• The only positive angle stops are at 20, 25, 30, and 35. This is good for basic sharpening, but you are unable to get that 1 to 2 degree micro-bevel that I have been spoiled into getting with other devices. You can get a very decent 5 degree micro-bevel on the first three angles by setting it up a 5 degree notch though.
  • The ring that surrounds the spinning disc is made out of aluminum. This means that it is not conductive to magnets. It would be of great help to be about to attach magnets to the ring to attract some of the metal dust that is flung off the disc.
  • The metal dust is an issue. With the WS3000 it is flung everywhere. One of the best and worst things about water stones is the water/slurry that is made during the sharpening process traps the metal "filings" or dust that is made, bonus for them; but the negative side of the coin is that it is sloppy and a wet mess afterwards.
  • With the top rest that can be used, that can also be mounted under the disc, for free hand sharpening there is no angle indicator. Ok, I hear the "but that is what free hand sharpening is all about." Well that is fine, but there are many times during my sharpening experience that the iron (that is what the blade of a plane is called) is pulled or jerked to the side. This throws off consistent sharpening. It would be good if they provided at least a registration plate to slide on to the tool rest, like a wide tight fitting washer that could be used to make sure the blade was perpendicular to the disc while sharpening, if it was desired.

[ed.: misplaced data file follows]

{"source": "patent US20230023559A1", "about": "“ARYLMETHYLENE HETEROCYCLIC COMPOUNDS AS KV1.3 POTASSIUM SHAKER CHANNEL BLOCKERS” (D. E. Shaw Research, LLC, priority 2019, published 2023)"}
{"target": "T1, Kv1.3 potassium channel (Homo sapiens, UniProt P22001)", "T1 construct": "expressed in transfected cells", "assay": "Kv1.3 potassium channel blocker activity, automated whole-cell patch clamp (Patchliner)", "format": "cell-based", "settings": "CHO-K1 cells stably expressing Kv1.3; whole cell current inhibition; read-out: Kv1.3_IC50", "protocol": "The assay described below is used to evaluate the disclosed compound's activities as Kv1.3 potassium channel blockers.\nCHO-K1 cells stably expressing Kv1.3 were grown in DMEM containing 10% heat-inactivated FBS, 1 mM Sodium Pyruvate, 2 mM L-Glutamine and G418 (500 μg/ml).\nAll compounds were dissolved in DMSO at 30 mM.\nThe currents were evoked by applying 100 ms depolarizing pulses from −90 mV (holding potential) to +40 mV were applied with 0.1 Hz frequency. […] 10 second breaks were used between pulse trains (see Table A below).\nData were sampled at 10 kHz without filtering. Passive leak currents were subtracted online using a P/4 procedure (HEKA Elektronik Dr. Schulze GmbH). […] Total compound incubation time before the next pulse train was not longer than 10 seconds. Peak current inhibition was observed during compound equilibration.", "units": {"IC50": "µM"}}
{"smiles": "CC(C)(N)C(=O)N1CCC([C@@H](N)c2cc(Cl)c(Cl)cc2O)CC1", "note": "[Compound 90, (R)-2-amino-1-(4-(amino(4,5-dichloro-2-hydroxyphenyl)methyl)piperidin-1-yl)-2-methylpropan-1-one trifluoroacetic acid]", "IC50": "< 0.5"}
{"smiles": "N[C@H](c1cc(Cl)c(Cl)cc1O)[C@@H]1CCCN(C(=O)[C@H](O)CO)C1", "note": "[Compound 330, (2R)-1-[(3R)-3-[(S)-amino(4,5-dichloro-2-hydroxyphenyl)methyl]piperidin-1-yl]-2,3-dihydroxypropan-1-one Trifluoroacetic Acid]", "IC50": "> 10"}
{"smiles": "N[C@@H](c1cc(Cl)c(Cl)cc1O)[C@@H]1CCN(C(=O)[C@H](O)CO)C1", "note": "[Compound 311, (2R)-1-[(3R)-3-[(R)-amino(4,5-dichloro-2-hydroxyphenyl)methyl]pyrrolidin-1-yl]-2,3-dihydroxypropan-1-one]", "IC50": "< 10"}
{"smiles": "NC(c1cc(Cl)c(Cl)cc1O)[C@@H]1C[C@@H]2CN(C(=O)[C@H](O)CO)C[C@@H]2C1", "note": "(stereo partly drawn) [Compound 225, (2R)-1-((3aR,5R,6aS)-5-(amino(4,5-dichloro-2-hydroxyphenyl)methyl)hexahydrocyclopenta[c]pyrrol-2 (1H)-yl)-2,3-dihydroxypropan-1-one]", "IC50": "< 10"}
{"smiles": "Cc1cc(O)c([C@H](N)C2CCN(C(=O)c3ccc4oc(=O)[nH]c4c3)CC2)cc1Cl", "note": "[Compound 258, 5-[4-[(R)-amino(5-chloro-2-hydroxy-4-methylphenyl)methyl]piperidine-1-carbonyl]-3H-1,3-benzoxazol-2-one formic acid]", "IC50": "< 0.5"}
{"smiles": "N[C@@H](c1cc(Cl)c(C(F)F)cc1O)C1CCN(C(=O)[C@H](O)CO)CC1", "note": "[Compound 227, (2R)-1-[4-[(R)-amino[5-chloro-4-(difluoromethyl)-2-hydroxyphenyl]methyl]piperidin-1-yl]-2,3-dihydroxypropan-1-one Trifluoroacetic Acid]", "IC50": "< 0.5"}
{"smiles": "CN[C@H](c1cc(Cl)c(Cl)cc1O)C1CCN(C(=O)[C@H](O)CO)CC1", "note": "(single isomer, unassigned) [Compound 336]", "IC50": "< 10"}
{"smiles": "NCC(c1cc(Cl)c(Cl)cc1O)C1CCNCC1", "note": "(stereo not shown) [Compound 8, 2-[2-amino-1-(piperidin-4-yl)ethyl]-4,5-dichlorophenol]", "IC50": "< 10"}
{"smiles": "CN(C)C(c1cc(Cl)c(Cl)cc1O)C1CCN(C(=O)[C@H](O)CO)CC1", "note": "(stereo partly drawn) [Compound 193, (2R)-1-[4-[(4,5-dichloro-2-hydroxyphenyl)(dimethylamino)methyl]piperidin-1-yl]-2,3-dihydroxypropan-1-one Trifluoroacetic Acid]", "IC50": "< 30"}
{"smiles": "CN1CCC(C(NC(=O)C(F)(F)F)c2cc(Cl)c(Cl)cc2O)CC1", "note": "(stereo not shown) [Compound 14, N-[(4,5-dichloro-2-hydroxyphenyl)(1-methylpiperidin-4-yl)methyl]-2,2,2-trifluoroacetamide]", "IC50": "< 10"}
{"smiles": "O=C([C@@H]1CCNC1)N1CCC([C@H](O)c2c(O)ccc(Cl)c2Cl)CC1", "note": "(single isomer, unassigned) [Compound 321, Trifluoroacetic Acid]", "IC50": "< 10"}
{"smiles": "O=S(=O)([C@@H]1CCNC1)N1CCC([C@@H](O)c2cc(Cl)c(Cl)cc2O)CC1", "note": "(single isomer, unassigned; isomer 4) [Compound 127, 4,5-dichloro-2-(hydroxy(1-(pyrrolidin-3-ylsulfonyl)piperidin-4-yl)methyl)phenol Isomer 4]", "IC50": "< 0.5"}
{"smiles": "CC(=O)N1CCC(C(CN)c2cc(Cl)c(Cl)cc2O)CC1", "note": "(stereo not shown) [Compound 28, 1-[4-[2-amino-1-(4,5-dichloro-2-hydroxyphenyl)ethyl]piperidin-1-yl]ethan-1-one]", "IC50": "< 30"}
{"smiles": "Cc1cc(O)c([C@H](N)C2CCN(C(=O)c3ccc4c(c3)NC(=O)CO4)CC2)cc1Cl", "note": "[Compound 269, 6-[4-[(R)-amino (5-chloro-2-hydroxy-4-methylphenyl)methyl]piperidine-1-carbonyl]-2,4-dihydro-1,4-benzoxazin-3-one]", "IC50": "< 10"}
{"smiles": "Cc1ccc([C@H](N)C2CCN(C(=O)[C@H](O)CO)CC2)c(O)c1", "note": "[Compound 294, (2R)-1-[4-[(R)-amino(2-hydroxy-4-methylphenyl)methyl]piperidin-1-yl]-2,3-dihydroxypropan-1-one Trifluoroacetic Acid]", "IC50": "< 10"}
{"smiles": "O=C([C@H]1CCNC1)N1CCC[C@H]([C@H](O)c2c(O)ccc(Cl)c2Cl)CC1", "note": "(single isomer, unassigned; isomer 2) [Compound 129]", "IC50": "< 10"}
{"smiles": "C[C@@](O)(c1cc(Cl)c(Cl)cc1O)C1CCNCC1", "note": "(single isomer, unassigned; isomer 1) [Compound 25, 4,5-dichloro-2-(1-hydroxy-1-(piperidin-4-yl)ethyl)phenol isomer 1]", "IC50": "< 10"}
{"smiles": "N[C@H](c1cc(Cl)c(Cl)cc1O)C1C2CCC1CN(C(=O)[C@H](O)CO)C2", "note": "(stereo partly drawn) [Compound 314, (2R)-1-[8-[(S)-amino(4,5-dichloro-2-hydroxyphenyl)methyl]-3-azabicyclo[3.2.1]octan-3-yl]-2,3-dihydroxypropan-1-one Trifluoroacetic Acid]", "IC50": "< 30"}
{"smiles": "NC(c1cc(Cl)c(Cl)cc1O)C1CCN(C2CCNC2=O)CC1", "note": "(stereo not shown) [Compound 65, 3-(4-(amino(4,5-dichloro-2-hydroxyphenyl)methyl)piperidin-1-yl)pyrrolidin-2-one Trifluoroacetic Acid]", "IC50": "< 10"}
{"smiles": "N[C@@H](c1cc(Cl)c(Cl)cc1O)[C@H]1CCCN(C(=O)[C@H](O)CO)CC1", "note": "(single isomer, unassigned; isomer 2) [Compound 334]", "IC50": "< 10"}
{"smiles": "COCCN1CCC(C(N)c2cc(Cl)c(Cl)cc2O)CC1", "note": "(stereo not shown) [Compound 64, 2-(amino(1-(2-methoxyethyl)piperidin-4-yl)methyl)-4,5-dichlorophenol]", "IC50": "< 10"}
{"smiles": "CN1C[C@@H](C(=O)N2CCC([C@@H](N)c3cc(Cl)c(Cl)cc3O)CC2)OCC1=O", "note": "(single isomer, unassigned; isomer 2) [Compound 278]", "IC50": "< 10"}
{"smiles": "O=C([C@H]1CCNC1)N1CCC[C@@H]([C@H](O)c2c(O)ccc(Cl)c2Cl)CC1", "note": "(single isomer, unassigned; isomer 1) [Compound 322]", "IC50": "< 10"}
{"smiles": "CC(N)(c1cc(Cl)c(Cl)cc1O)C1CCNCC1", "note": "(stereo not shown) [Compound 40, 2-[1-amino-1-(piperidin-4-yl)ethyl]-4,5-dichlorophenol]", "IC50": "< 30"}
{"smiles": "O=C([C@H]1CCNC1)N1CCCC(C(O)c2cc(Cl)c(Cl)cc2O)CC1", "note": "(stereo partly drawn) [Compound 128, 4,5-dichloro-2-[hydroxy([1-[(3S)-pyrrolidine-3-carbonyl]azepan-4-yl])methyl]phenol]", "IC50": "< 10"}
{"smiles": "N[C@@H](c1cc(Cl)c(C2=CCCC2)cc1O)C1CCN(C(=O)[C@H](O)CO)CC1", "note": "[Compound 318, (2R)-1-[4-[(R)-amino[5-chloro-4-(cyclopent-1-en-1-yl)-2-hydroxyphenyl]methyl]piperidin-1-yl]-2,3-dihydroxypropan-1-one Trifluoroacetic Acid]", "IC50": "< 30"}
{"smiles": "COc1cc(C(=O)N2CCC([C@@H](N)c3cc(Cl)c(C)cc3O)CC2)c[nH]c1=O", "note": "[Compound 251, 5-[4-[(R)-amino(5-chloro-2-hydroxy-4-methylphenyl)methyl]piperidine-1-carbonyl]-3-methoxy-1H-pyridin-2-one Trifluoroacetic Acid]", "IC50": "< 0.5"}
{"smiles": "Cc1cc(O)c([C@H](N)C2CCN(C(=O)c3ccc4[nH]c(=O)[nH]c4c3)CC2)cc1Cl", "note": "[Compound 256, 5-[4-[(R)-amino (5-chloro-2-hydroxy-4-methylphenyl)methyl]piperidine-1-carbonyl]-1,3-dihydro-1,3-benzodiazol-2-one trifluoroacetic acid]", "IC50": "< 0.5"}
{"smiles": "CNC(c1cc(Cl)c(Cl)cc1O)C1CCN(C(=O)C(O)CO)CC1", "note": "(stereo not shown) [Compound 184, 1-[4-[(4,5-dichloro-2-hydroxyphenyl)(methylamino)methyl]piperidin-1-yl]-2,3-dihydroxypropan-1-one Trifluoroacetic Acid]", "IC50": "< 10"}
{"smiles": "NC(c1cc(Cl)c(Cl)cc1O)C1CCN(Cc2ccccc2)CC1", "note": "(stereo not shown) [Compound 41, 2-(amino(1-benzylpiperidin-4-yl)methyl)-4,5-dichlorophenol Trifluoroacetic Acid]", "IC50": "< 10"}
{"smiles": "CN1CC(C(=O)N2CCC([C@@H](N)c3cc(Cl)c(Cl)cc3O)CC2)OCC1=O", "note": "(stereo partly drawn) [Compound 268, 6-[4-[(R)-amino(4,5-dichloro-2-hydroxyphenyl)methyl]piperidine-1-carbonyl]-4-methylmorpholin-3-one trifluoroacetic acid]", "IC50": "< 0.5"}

• Another slight issue is that unless you are going free hand you are limited to a 2" blade. That means that any plane blades over that and you are hosed, this includes #4 1/2, #5 1/2, and up. But look toward the bottom for a trick to over come this short coming.
Now I am not saying that the WorkSharp is a not worth the $200 price tag, far from it. These are mostly just FYIs and notes that I hope they'll read and put into the WorkSharp 4000. And if they do I hope they will keep me in mind for product testing or at least a freebie for my input. Besides it has many pluses and is the single greatest all around sharpening system for the beginner:
  • You can basically use any 6" PSA disc (PSA is the sticky backed type) on the system. As long as, of course, you punch a 3/4" hole in the dead center. And you can get those at any hardware store, but it is generally not possible to find the higher 1000+ grit variety. So for those you are going to have to go to WorkSharp; or MAYBE a higher end auto parts/painting place or the Internet or maybe make your own. A great thing because, again, you can get 100 grit discs for the more hard core metal removal if you really toast a blade.